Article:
We use the semi-honest security model to analyze the protocol [40]. This model assumes that the involved parties, in our case MG 1 to MG N and the A U , perform the protocol steps properly, but are also allowed to store the messages from previous steps in an attempt to deduce more information than they are entitled to. Based on the semi-honest model, we can enumerate three different attach scenarios: (1) all of the MGs are trustful, but the AU is untrustful; (2) some of the MGs are untrustful and collusive, but the AU is trustful; (3) some of the MGs are untrustful and collusive, and the AU is also untrustful.
  • For the first scenario, the sensitive data of each MG x n i n are encrypted and delivered on a fixed path. The AU can receive the ciphertext of summing EEP E ( n = 1 N x n ) . Although the plaintext can be decrypted as n = 1 N x n , the actual data of arbitrary MGs cannot be deduced.
  • For the second scenario, as the EEP of each MG is encrypted by the public key of AU E ( x n i n ) , even if there are a number of collusive MGs, the plaintext of any MGs cannot be obtained without the private key of AU.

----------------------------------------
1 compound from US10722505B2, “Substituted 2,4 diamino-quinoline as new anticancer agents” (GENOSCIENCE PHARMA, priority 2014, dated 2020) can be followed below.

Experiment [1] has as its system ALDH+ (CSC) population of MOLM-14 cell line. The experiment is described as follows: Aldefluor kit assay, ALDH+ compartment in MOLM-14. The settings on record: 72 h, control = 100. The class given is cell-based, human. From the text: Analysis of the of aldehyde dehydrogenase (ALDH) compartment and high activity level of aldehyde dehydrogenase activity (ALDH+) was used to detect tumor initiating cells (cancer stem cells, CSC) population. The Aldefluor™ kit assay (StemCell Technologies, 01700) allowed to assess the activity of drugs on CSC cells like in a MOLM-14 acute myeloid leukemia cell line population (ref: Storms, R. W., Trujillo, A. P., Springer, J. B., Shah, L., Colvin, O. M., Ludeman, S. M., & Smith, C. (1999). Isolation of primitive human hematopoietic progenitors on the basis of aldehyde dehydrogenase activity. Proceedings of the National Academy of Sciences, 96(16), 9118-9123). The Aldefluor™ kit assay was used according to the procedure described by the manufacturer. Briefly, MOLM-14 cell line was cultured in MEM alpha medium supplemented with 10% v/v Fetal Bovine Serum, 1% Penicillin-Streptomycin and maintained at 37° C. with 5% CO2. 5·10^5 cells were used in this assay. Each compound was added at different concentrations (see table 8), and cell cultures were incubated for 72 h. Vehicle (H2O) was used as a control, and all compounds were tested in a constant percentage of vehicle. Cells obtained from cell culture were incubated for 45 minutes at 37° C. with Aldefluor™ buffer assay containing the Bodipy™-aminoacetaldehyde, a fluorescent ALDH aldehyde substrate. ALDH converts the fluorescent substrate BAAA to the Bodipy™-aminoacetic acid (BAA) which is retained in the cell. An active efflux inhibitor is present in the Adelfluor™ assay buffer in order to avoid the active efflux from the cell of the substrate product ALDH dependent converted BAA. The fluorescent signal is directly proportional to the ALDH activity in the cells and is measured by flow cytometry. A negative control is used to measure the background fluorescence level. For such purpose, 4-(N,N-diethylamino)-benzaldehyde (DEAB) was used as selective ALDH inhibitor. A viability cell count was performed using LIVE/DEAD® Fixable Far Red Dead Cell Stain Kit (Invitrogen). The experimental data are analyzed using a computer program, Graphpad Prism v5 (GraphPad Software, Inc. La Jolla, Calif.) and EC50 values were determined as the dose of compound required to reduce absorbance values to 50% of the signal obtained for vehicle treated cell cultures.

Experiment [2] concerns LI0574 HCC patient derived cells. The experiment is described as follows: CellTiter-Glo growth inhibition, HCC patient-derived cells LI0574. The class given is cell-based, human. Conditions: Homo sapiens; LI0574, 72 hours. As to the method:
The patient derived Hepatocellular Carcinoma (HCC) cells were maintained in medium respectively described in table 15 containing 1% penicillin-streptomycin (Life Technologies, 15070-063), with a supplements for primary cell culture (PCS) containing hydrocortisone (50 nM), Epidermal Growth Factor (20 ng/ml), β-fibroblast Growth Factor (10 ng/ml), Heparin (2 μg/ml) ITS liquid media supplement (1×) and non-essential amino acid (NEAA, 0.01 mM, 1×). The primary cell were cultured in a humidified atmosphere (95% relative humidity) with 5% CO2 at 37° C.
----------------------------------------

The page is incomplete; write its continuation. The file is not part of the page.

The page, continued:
• For the third scenario, we assume that there are N c collusive MGs. (a) When N c = N 1 , that is only one non-collusive MG exists (denoted as MG-a), then, the MG-a is the target of the collusive MGs. In this case, if all of the collusive MGs can share their own plaintexts with the AU or set their EEPs to zero, the AU can get the privacy data of MG-a. Otherwise, the privacy of MG-a still can be guaranteed. However, this condition is difficult to achieve, since it would also affect the privacy of the collusive MGs or make it easy to be detected by MG-a. (b) When N c < N 1 , that is the number of non-collusive MGs is not less than two. Similar to the condition of N c = N 1 , the untrustful AU can only get the sum of EEPs from the non-collusive MGs (e.g. n = 1 N N c x n ) even with the worst conditions.
Therefore, the privacy-preserving protocol can guarantee the privacy of every MG under the check of the semi-honest model.

5. Case Study

5.1. Basic Data

As shown in Figure 4, an IMG composed of three MGs is used to test the proposed distributed scheduling method. The parameters of DERs and BESS are listed in Table 1 and Table 2, respectively.
In the case study, 15 min is set as the length of a time slot. That is, there are 96 time slots in a day. The optimization is solved in a distributed manner by using the short-term forecasted power of PVs, WTs and loads, and only the encrypted information of the EEP should be delivered during the process of optimization. The net load curves of the MGs and the total net load curve of the IMG are shown in Figure 5.
Apparently, these MGs have different net load profiles. The IMG has negative net load in Time Slots 1–17, 33–61 and 91–96. In these time slots, BESSs need to store the excess renewable energy. While in other time slots, BESSs or DGs should discharge or generate power to satisfy the load demand, considering their operation costs.